John Save plans to invest $ 5,000 in one of the following instruments:
Bonds of J Ltd., yielding 12% (a1)
Canada Savings Bonds, yielding 8% (a2)
On the basis of his knowledge of current economic conditions and the outlook for the industry of J Ltd., John assesses the prior probability that J Ltd. will go bankrupt as 0.05. If this happens, John will lose both principal and interest and receive no money at the end of the year. If J Ltd. does not go bankrupt, John plans to sell the bonds, plus interest, at the end of one year. John assesses the probability that the Canada Savings Bonds will fail to pay off as zero. John also plans to sell these, plus interest, one year later. John is risk averse and decides to choose the investment that yields the highest expected utility. Assume that John’s utility for an amount of $ x is given by √x, where x is the gross payoff.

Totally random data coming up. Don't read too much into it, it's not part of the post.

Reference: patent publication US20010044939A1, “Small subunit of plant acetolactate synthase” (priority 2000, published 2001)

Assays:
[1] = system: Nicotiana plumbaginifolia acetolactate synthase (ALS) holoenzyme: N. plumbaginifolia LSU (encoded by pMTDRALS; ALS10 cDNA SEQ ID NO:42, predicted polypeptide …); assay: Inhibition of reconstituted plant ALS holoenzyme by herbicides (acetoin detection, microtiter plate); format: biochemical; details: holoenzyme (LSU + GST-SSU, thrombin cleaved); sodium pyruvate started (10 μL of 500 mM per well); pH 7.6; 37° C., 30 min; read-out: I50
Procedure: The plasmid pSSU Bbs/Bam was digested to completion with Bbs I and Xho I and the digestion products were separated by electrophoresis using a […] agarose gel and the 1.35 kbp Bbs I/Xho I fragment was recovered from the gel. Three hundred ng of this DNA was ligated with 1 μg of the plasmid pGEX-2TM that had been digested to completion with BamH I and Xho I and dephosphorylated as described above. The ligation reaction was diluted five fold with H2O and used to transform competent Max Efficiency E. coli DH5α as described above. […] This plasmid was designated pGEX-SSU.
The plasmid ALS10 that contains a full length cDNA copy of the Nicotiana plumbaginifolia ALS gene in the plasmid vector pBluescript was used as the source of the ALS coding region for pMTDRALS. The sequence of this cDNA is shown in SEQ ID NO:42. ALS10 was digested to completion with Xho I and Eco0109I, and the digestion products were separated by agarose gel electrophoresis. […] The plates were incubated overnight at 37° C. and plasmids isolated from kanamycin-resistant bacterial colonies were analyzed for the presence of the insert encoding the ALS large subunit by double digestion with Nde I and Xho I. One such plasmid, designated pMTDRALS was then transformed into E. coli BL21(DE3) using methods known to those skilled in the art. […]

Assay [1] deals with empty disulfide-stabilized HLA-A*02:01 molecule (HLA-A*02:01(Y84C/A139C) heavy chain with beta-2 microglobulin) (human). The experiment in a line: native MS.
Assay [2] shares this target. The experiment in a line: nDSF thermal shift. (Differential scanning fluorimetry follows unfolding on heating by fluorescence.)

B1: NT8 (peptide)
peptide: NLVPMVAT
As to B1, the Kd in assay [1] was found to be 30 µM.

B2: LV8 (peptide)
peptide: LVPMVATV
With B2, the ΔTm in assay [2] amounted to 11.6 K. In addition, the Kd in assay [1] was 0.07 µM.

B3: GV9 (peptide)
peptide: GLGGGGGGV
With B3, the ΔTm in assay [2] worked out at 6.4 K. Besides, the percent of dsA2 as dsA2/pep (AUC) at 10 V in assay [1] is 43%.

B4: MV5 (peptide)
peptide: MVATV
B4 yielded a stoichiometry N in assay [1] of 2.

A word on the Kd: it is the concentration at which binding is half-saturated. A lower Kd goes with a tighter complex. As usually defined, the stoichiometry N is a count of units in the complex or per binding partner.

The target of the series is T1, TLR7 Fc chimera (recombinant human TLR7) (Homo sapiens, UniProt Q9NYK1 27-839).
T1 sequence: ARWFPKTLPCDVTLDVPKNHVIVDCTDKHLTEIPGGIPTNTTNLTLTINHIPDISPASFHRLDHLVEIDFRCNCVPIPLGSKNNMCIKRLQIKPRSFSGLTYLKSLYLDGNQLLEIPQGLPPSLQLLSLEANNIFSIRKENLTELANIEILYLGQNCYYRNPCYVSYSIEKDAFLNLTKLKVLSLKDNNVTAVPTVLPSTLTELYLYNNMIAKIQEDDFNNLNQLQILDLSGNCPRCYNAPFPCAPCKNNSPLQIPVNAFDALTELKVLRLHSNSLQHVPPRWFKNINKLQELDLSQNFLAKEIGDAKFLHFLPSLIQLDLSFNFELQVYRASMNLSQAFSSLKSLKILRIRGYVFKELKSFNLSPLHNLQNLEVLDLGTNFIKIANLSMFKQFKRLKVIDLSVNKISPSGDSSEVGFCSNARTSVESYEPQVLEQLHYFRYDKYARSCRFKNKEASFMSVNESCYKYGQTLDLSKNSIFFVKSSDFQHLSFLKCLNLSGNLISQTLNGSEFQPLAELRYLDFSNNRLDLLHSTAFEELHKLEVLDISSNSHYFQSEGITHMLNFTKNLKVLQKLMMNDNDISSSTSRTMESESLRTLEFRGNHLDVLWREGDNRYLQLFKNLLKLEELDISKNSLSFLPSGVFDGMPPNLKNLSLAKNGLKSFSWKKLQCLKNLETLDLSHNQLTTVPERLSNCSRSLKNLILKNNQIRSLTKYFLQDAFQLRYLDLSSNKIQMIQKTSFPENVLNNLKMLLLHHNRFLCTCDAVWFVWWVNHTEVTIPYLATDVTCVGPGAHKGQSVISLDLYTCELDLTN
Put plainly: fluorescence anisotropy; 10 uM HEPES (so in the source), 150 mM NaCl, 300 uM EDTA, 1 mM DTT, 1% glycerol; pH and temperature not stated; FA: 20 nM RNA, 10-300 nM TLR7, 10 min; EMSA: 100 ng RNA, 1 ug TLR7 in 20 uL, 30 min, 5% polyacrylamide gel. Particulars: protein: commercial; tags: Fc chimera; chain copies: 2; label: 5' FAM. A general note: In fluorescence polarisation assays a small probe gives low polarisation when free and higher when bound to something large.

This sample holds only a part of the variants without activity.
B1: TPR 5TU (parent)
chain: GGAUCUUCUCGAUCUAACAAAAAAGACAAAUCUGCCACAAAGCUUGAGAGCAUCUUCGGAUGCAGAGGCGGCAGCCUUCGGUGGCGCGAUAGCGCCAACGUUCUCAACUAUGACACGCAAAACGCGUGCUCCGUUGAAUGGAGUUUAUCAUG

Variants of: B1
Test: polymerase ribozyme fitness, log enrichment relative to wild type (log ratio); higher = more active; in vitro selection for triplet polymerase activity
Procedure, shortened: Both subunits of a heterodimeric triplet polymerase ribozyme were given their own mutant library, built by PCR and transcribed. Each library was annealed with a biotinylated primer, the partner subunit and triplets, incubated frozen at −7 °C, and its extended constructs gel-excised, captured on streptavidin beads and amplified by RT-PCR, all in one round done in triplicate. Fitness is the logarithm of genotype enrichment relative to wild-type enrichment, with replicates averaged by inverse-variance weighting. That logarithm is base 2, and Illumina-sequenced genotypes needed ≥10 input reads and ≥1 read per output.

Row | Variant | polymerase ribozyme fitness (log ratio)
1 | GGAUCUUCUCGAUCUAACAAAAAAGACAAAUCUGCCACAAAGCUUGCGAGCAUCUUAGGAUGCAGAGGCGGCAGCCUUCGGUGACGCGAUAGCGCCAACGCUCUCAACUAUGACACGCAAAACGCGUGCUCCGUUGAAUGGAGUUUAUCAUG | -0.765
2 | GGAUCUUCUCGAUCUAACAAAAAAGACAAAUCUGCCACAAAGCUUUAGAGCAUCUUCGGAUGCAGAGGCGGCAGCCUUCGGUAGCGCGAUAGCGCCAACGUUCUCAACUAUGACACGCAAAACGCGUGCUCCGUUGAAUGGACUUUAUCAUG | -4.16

a. On the basis of his prior probabilities, which investment should John choose?
b. Rather than choosing on the basis of his prior probabilities, assume that John decides to analyze the current financial statements of J Ltd. These financial statements can look “good” (G) or “bad” (B). After his analysis, John realizes that the statements look good. On the basis of his extensive understanding of financial statement analysis, he knows that the probability that the financial statements would look good given that the firm was actually heading for bankruptcy is 0.10:
Prob(G| S1) 5 0.10

where S1 denotes the state of heading for bankruptcy.
Similarly, John knows that
Prob(G| S2) 5 0.80
where S2 denotes the state of not heading for bankruptcy. Which investment should John now take? Explain why. Use Bayes’ theorem.

  • CreatedSeptember 09, 2014
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